He said that Catalonia would one day become a republic "where it would be impossible for anyone to be put in prison simply for standing up for what they believe in."

"Self-determination is simple and transcendental. There will always be more people following us. There are not enough prisons to lock up our desire for freedom," he added.

Jordi Sànchez – Injustice

The activist turned politician chose to denounce the "abuse of preventative imprisonment" that he believes has "unfairly" resulted in him already spending over a year behind bars.

"This is an enormous injustice, not only for me and for the other pro-independence prisoners but in general around Spain," he explained.

He finished with an appeal for political sensitivity from the magistrates, urging the court to reach a verdict "that does not aggravate the crisis."

Carme Forcadell – Personal Judgments

The parliament speaker at the time of the referendum and declaration of independence accused the prosecutors of judging her on the basis of her "political career and not the facts."

She contrasted her charge of rebellion with those of her deputies, who are standing trial in Catalonia for disobedience, saying that she always acted on the same terms as them.

Dolors Bassa – Future Generations

The trade unionist and former work, social affairs and families minister stressed that "generations to come will depend on this verdict, which has the potential to provide a solution."

She said that "the will of 80% of the people [to hold a referendum] could not be ignored" and that true disobedience would have been failing to comply with that manifesto promise.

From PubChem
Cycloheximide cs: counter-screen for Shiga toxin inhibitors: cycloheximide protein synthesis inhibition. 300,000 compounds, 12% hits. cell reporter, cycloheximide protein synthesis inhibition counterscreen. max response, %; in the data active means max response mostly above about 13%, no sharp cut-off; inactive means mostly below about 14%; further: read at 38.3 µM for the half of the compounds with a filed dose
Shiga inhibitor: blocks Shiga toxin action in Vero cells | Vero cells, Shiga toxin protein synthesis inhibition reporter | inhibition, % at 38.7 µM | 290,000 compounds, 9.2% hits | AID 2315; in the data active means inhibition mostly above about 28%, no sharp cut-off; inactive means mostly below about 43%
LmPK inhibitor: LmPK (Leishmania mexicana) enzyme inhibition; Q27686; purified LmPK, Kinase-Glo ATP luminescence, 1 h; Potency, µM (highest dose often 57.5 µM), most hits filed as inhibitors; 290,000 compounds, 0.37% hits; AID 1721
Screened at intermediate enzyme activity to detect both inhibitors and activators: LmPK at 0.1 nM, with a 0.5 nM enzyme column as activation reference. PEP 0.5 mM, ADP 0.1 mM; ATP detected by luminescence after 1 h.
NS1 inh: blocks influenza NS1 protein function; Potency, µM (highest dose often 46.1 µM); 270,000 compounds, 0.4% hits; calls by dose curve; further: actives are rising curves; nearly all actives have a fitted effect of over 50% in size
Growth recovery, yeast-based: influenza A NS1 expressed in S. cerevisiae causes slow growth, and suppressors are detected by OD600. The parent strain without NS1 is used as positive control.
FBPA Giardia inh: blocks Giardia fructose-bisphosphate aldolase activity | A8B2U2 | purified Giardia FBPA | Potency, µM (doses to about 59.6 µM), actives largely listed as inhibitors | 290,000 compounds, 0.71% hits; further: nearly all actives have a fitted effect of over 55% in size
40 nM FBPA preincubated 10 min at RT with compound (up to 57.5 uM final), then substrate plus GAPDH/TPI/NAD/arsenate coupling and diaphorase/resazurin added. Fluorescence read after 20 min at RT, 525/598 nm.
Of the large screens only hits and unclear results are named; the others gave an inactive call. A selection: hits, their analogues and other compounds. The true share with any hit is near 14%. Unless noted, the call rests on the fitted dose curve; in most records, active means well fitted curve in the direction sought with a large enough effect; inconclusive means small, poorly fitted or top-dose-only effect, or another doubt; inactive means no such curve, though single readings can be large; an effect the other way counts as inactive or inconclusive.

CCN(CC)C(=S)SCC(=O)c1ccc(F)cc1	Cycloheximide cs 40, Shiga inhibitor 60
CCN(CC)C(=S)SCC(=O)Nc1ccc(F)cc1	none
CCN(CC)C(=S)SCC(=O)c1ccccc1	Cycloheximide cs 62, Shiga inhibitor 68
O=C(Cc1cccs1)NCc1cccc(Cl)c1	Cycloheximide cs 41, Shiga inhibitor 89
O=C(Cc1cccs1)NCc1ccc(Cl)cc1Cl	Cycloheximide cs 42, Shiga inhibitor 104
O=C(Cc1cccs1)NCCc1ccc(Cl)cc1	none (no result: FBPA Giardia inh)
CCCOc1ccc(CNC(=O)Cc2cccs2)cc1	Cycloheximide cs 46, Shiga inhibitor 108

Jordi Cuixart – Right to Protest

The president of pro-independence association Òmnium Cultural defended the right to protest for self-determination, whatever the outcome of the trial.

"If police violence could not stop thousands of people from voting in the referendum, does anyone believe that a sentence will cause Catalans to stop fighting for their rights?"

Santi Vila – Anachronism

The former business minister urged magistrates to avoid making the mistake of "anachronism or presentism" by analyzing the 2017 independence drive according to its consequences.

He emphasized that the government had been negotiating a possible legal alternative to the independence declaration "until the last minute."

Meritxell Borràs – No Solution

The former governance, public administration and housing minister, who is not in preventative prison, asked the court to consider that this sentence will not solve the political conflict.

"New politicians will come and the longing of a sizeable proportion of the Catalan people to decide how we want to fit into a modern Europe will continue," she highlighted.

Carles Mundó – Politicization

In the final plea from the dozen defendants, the former justice minister joined in the criticism of the trial itself.

"Taking political issues to the courts does no favors to politics and nor does it help the judiciary," he said.

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  • The top judge in the independence trial, Manuel Marchena, on February 12, 2019 (by Pool EFE)

  • The top judge in the independence trial, Manuel Marchena, on February 12, 2019 (by Pool EFE)